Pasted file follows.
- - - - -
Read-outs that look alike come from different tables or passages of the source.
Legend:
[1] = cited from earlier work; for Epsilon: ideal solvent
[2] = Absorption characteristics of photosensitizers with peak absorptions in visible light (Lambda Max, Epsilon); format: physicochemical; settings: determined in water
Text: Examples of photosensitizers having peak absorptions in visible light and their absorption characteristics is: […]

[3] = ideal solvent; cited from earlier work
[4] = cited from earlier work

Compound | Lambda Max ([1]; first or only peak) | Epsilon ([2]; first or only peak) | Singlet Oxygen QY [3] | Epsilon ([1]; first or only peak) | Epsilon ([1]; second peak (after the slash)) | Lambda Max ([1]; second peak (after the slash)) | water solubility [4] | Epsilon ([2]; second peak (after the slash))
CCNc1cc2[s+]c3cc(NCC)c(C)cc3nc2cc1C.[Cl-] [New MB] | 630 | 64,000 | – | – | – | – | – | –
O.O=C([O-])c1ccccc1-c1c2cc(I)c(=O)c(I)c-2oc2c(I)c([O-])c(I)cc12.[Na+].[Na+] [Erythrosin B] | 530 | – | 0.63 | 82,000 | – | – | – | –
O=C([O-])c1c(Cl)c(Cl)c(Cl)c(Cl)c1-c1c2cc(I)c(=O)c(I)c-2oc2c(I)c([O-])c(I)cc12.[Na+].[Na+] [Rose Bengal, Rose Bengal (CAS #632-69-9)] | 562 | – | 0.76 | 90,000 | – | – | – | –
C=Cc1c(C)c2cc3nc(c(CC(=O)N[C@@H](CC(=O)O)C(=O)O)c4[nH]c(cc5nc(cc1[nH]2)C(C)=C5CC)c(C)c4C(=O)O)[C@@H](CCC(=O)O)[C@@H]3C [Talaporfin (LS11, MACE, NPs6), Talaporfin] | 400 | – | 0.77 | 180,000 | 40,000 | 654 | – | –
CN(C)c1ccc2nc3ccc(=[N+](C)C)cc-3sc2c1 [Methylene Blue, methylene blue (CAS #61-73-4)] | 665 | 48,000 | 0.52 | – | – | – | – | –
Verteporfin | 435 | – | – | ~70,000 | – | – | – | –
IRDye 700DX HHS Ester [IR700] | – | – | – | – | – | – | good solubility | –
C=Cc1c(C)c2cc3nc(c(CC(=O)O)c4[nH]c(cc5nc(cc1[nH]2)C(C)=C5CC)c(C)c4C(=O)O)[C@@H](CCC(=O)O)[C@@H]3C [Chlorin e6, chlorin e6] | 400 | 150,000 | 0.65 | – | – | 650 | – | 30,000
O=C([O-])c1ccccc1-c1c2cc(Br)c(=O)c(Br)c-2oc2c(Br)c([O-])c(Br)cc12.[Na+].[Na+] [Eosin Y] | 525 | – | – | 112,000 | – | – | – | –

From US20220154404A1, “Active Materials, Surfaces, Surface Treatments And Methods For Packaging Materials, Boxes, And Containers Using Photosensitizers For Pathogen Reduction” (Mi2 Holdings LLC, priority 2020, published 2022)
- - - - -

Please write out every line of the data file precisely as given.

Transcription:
Read-outs that look alike come from different tables or passages of the source.
Legend:
[1] = cited from earlier work; for Epsilon: ideal solvent
[2] = Absorption characteristics of photosensitizers with peak absorptions in visible light (Lambda Max, Epsilon); format: physicochemical; settings: determined in water
Text: Examples of photosensitizers having peak absorptions in visible light and their absorption characteristics is: […]

[3] = ideal solvent; cited from earlier work
[4] = cited from earlier work

Compound | Lambda Max ([1]; first or only peak) | Epsilon ([2]; first or only peak) | Singlet Oxygen QY [3] | Epsilon ([1]; first or only peak) | Epsilon ([1]; second peak (after the slash)) | Lambda Max ([1]; second peak (after the slash)) | water solubility [4] | Epsilon ([2]; second peak (after the slash))
CCNc1cc2[s+]c3cc(NCC)c(C)cc3nc2cc1C.[Cl-] [New MB] | 630 | 64,000 | – | – | – | – | – | –
O.O=C([O-])c1ccccc1-c1c2cc(I)c(=O)c(I)c-2oc2c(I)c([O-])c(I)cc12.[Na+].[Na+] [Erythrosin B] | 530 | – | 0.63 | 82,000 | – | – | – | –
O=C([O-])c1c(Cl)c(Cl)c(Cl)c(Cl)c1-c1c2cc(I)c(=O)c(I)c-2oc2c(I)c([O-])c(I)cc12.[Na+].[Na+] [Rose Bengal, Rose Bengal (CAS #632-69-9)] | 562 | – | 0.76 | 90,000 | – | – | – | –
C=Cc1c(C)c2cc3nc(c(CC(=O)N[C@@H](CC(=O)O)C(=O)O)c4[nH]c(cc5nc(cc1[nH]2)C(C)=C5CC)c(C)c4C(=O)O)[C@@H](CCC(=O)O)[C@@H]3C [Talaporfin (LS11, MACE, NPs6), Talaporfin] | 400 | – | 0.77 | 180,000 | 40,000 | 654 | – | –
CN(C)c1ccc2nc3ccc(=[N+](C)C)cc-3sc2c1 [Methylene Blue, methylene blue (CAS #61-73-4)] | 665 | 48,000 | 0.52 | – | – | – | – | –
Verteporfin | 435 | – | – | ~70,000 | – | – | – | –
IRDye 700DX HHS Ester [IR700] | – | – | – | – | – | – | good solubility | –
C=Cc1c(C)c2cc3nc(c(CC(=O)O)c4[nH]c(cc5nc(cc1[nH]2)C(C)=C5CC)c(C)c4C(=O)O)[C@@H](CCC(=O)O)[C@@H]3C [Chlorin e6, chlorin e6] | 400 | 150,000 | 0.65 | – | – | 650 | – | 30,000
O=C([O-])c1ccccc1-c1c2cc(Br)c(=O)c(Br)c-2oc2c(Br)c([O-])c(Br)cc12.[Na+].[Na+] [Eosin Y] | 525 | – | – | 112,000 | – | – | – | –

From US20220154404A1, “Active Materials, Surfaces, Surface Treatments And Methods For Packaging Materials, Boxes, And Containers Using Photosensitizers For Pathogen Reduction” (Mi2 Holdings LLC, priority 2020, published 2022)